As the polyps can develop at any region in the entire GI tract, their recurrence is quite common, making it a challenge for the surgeon to decide regarding the amount of resections that should be done. Short-bowel syndrome is a well-known complication of repeated resections making the patient quite unstable due to malnourishment.[8] The goal of treatment is to clear as much polyp as enough, and to avoid resections. Consequently, minimally invasive approaches are recommended and some of the authors advocate both the surgical and endoscopic techniques at the same session that is called “clean sweep” technique, in which the surgery team examines the whole intestinal tract with gastroduodenoscopy, enteroscopy, push endoscopy and remove/destroy the smaller polyps to achieve a polyp free intestinal mucosa. This technique reduces the further need for abdominal surgery and complications.[1] Patients with Peutz-Jeghers Syndrome should be educated about the symptoms of intestinal obstruction and the need for cancer surveillance. Table 1 lists the surveillance guidelines as recommended by American College of Gastroenterology.[9]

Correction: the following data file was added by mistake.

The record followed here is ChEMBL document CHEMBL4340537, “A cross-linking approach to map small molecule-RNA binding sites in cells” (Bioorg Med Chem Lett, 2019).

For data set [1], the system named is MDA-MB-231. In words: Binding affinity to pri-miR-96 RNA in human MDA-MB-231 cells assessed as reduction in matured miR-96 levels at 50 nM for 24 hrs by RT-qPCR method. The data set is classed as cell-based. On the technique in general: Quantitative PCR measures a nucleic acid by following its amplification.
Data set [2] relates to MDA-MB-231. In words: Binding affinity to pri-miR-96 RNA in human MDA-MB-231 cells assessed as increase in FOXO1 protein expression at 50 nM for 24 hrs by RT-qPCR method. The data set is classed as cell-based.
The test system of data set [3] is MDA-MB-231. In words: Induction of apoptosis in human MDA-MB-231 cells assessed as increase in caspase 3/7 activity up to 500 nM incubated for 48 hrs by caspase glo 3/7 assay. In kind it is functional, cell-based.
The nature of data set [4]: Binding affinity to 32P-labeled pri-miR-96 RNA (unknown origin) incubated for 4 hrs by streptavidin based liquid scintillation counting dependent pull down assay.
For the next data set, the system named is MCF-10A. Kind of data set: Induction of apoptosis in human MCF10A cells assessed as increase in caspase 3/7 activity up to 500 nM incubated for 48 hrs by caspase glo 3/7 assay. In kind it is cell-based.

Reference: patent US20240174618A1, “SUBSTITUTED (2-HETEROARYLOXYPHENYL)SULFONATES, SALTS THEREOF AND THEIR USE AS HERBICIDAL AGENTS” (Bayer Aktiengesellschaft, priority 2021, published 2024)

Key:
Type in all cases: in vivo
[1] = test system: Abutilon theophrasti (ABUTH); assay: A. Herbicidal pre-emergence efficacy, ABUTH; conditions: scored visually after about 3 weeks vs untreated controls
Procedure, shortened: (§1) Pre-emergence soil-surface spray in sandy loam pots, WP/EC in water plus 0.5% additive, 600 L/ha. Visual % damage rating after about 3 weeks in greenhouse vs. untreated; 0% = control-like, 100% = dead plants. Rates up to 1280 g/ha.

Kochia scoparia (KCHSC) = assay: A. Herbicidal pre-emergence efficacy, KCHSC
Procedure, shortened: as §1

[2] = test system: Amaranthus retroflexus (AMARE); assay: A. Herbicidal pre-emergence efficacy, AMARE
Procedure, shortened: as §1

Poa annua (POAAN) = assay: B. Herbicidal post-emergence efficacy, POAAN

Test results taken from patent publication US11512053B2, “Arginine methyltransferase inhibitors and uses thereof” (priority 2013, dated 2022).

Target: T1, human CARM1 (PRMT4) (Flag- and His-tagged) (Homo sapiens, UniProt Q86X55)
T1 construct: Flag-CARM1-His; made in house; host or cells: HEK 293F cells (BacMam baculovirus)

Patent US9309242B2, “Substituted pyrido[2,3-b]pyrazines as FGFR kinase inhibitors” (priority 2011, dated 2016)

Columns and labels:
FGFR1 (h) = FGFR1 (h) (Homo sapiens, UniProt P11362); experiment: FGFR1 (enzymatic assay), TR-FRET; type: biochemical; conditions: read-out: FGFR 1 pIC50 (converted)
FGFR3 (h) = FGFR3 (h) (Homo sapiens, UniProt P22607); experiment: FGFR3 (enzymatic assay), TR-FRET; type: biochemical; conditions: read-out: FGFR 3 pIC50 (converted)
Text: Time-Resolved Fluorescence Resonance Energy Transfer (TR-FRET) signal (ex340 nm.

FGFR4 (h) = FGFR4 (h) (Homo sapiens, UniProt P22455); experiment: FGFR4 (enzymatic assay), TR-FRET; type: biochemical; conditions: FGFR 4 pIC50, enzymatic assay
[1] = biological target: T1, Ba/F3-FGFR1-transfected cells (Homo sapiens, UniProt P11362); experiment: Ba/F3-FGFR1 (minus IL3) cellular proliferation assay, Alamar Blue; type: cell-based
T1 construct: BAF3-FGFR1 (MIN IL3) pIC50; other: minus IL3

Intussusception as the cause for intestinal obstruction is a frequent finding in pediatric age group but intussusception due to Peutz-Jeghers polyps is a rare presentation. We would like to emphasize that in cases of intussusception, careful examination of the bowel is recommended to look for presence of intestinal polyps and the possibility of Peutz-Jeghers Polyp/Syndrome. A lifelong regular follow-up is advised to these patients once the diagnosis of PJS is made.